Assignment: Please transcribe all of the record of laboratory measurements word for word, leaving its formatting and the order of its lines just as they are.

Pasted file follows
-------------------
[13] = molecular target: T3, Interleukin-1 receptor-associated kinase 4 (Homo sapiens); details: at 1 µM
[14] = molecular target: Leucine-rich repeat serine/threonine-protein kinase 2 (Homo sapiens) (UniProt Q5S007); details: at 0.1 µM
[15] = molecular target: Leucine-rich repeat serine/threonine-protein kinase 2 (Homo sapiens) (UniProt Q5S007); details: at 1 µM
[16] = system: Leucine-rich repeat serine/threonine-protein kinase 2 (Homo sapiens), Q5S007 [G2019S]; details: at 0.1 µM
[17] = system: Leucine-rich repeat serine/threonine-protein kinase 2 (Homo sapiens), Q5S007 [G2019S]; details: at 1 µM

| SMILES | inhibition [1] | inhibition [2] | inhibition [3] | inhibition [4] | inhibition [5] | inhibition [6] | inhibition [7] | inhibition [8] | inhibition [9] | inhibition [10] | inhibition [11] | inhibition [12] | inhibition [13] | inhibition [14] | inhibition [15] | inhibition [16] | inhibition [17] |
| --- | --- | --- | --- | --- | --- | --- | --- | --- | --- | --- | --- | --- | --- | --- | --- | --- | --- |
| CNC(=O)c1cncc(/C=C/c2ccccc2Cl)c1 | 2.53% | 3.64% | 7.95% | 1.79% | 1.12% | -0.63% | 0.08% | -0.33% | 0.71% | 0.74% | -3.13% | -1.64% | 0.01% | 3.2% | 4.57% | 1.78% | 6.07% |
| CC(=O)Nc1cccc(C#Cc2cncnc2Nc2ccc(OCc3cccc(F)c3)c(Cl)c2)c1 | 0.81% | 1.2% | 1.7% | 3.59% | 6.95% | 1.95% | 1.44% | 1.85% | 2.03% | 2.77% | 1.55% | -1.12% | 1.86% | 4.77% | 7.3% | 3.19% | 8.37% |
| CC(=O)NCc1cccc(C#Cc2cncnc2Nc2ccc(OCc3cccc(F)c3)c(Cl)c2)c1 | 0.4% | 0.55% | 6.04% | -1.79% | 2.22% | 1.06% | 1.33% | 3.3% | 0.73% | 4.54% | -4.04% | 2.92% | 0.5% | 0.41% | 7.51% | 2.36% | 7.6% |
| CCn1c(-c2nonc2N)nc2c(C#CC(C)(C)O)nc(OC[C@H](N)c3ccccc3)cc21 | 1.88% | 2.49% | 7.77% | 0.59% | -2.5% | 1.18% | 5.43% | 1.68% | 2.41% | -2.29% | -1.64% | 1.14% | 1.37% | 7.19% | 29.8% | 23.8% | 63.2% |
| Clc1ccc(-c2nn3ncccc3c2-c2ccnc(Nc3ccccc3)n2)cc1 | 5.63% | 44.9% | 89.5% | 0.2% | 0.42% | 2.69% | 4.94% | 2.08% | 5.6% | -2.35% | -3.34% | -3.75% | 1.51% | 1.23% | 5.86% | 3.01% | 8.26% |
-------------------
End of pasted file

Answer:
[13] = molecular target: T3, Interleukin-1 receptor-associated kinase 4 (Homo sapiens); details: at 1 µM
[14] = molecular target: Leucine-rich repeat serine/threonine-protein kinase 2 (Homo sapiens) (UniProt Q5S007); details: at 0.1 µM
[15] = molecular target: Leucine-rich repeat serine/threonine-protein kinase 2 (Homo sapiens) (UniProt Q5S007); details: at 1 µM
[16] = system: Leucine-rich repeat serine/threonine-protein kinase 2 (Homo sapiens), Q5S007 [G2019S]; details: at 0.1 µM
[17] = system: Leucine-rich repeat serine/threonine-protein kinase 2 (Homo sapiens), Q5S007 [G2019S]; details: at 1 µM

| SMILES | inhibition [1] | inhibition [2] | inhibition [3] | inhibition [4] | inhibition [5] | inhibition [6] | inhibition [7] | inhibition [8] | inhibition [9] | inhibition [10] | inhibition [11] | inhibition [12] | inhibition [13] | inhibition [14] | inhibition [15] | inhibition [16] | inhibition [17] |
| --- | --- | --- | --- | --- | --- | --- | --- | --- | --- | --- | --- | --- | --- | --- | --- | --- | --- |
| CNC(=O)c1cncc(/C=C/c2ccccc2Cl)c1 | 2.53% | 3.64% | 7.95% | 1.79% | 1.12% | -0.63% | 0.08% | -0.33% | 0.71% | 0.74% | -3.13% | -1.64% | 0.01% | 3.2% | 4.57% | 1.78% | 6.07% |
| CC(=O)Nc1cccc(C#Cc2cncnc2Nc2ccc(OCc3cccc(F)c3)c(Cl)c2)c1 | 0.81% | 1.2% | 1.7% | 3.59% | 6.95% | 1.95% | 1.44% | 1.85% | 2.03% | 2.77% | 1.55% | -1.12% | 1.86% | 4.77% | 7.3% | 3.19% | 8.37% |
| CC(=O)NCc1cccc(C#Cc2cncnc2Nc2ccc(OCc3cccc(F)c3)c(Cl)c2)c1 | 0.4% | 0.55% | 6.04% | -1.79% | 2.22% | 1.06% | 1.33% | 3.3% | 0.73% | 4.54% | -4.04% | 2.92% | 0.5% | 0.41% | 7.51% | 2.36% | 7.6% |
| CCn1c(-c2nonc2N)nc2c(C#CC(C)(C)O)nc(OC[C@H](N)c3ccccc3)cc21 | 1.88% | 2.49% | 7.77% | 0.59% | -2.5% | 1.18% | 5.43% | 1.68% | 2.41% | -2.29% | -1.64% | 1.14% | 1.37% | 7.19% | 29.8% | 23.8% | 63.2% |
| Clc1ccc(-c2nn3ncccc3c2-c2ccnc(Nc3ccccc3)n2)cc1 | 5.63% | 44.9% | 89.5% | 0.2% | 0.42% | 2.69% | 4.94% | 2.08% | 5.6% | -2.35% | -3.34% | -3.75% | 1.51% | 1.23% | 5.86% | 3.01% | 8.26% |